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Risk Factors

Scoliosis that develops in adulthood occurs more often in people aged 60 years and older. It may occur with one or more of the following:
The risk of progression of any scoliosis is related to the degree of the curve. For example, someone with a 50-degree curve is at a much higher risk of progression that someone with a 30-degree curve.


Scoliosis with mild symptoms that doesn’t limit daily activities may not require treatment. Your doctor may simply monitor you for any changes in your spine or symptoms.
Scoliosis that is causing difficult symptoms or progressing may require treatment to help relieve symptoms. Options include:


Bracing for adults may be recommended to reduce pain, but only for a short time. Wearing a brace for a long time weakens the back muscles and doesn’t help the scoliosis.


Medication may be used to decrease pain and inflammation. Medication options may include:
  • Over-the-counter nonsteroidal anti-inflammatory drugs (NSAIDs)
  • Prescription pain medications
  • Muscle relaxers
  • Injected nerve blockers


Stretching and exercise helps maintain flexibility, strength, and improves range of motion. Physical therapy may help design an exercise plan that reduces stress on your spine.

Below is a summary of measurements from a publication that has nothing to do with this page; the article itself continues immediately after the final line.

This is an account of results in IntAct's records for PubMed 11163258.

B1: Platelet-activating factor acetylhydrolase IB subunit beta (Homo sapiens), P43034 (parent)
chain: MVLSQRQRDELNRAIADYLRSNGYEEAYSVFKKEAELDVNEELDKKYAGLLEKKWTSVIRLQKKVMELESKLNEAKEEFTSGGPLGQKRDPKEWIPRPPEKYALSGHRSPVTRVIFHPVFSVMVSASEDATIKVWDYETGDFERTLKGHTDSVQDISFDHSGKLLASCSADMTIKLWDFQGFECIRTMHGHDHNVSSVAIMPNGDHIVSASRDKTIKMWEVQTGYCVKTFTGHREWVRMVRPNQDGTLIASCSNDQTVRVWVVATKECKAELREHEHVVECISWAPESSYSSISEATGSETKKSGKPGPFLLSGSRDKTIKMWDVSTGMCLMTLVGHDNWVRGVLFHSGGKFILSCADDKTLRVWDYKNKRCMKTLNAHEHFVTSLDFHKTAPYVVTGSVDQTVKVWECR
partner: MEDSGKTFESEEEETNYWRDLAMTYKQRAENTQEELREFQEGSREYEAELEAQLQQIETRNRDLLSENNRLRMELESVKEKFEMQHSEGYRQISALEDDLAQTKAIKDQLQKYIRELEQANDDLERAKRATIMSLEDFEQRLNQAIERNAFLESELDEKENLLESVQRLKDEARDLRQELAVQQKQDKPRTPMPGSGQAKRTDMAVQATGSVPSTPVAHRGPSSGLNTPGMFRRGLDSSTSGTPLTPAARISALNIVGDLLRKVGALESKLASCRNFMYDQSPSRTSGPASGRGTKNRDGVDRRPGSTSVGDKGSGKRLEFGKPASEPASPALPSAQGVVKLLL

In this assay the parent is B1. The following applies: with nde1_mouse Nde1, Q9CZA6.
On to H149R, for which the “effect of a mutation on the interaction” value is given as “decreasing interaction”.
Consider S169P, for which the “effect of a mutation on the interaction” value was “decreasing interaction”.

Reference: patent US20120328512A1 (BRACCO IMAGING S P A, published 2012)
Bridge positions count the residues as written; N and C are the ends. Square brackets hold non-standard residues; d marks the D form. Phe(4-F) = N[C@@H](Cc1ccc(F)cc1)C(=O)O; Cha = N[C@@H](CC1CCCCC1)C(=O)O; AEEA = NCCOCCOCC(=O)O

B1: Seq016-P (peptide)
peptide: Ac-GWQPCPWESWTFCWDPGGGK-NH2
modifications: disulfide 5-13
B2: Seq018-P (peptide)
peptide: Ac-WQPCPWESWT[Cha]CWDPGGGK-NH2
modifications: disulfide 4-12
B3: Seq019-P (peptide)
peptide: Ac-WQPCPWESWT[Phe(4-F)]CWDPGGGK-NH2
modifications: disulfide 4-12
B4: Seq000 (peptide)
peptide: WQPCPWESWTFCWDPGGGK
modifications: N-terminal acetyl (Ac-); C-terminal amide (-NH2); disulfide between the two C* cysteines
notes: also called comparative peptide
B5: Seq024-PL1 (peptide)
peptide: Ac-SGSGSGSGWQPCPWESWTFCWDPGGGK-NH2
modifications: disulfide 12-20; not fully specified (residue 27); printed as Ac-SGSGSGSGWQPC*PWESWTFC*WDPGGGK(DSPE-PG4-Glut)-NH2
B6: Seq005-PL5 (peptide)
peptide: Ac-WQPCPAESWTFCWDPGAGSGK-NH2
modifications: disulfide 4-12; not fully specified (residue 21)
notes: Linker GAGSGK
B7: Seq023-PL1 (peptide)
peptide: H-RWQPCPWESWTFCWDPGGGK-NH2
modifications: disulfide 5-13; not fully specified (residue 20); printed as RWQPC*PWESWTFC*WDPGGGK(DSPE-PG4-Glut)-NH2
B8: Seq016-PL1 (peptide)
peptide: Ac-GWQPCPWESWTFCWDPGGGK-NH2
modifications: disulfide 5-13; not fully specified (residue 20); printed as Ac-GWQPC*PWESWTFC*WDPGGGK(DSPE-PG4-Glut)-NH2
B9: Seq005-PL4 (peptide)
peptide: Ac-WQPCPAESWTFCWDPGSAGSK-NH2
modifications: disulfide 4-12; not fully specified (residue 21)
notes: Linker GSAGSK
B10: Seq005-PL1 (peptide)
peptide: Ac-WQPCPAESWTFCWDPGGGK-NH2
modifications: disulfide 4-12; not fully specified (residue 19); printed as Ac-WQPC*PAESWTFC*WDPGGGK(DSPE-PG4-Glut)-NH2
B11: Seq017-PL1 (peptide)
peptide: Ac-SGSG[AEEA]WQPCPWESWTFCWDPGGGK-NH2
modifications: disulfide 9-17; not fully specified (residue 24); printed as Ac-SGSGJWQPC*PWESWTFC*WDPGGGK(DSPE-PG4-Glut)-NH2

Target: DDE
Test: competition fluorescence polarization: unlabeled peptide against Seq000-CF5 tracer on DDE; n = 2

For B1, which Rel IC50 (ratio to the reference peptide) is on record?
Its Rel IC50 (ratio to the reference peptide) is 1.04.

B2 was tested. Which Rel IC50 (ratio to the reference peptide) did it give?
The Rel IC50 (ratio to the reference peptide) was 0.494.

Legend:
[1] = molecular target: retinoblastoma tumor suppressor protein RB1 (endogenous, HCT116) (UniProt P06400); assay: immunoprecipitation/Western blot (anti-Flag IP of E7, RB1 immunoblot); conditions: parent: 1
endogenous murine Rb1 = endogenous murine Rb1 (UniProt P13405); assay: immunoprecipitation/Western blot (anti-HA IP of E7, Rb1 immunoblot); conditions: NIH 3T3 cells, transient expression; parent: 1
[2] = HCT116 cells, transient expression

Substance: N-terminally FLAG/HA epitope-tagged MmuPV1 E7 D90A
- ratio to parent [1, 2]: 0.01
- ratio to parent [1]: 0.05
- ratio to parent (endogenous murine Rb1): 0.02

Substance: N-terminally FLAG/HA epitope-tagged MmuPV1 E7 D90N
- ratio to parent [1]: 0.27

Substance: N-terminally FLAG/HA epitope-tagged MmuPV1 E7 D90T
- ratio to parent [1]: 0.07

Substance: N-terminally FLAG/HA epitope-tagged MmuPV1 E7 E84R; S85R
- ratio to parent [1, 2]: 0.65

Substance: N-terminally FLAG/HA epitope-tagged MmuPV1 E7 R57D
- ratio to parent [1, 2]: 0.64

Surgery may be done to address other problems caused by the scoliosis. Surgical options may include:
Rarely, surgery may be needed to correct the curvature. It may be recommended when:
  • Other treatments fail
  • Curvature progresses
  • The spine becomes unstable
  • There is a decline in quality of life
A spinal fusion connects two or more bones of the spine with rods or metal plates. The combined bones can help to straighten out an area of the spine to relieve some pressure.


American Academy of Orthopaedic Surgeons

Scoliosis Research Society



Caring for Kids

Health Canada



Adult scoliosis. Sonoran Spine Center website. Available at: Accessed December 10, 2013.

Adult idiopathic scoliosis. Scoliosis Research Society website. Available at: Accessed December 9, 2013.

Chronic low back pain. Updated November 22, 2013. EBSCO DynaMed website. Available at: Accessed December 10, 2013.

Degenerative joint disease of the low back. EBSCO DynaMed website. Available at: Updated July 29, 2013. Accessed December 10, 2013.

Scoliosis in adults. Spine Universe website. Available at: Updated February 7, 2013. Accessed December 10, 2013.


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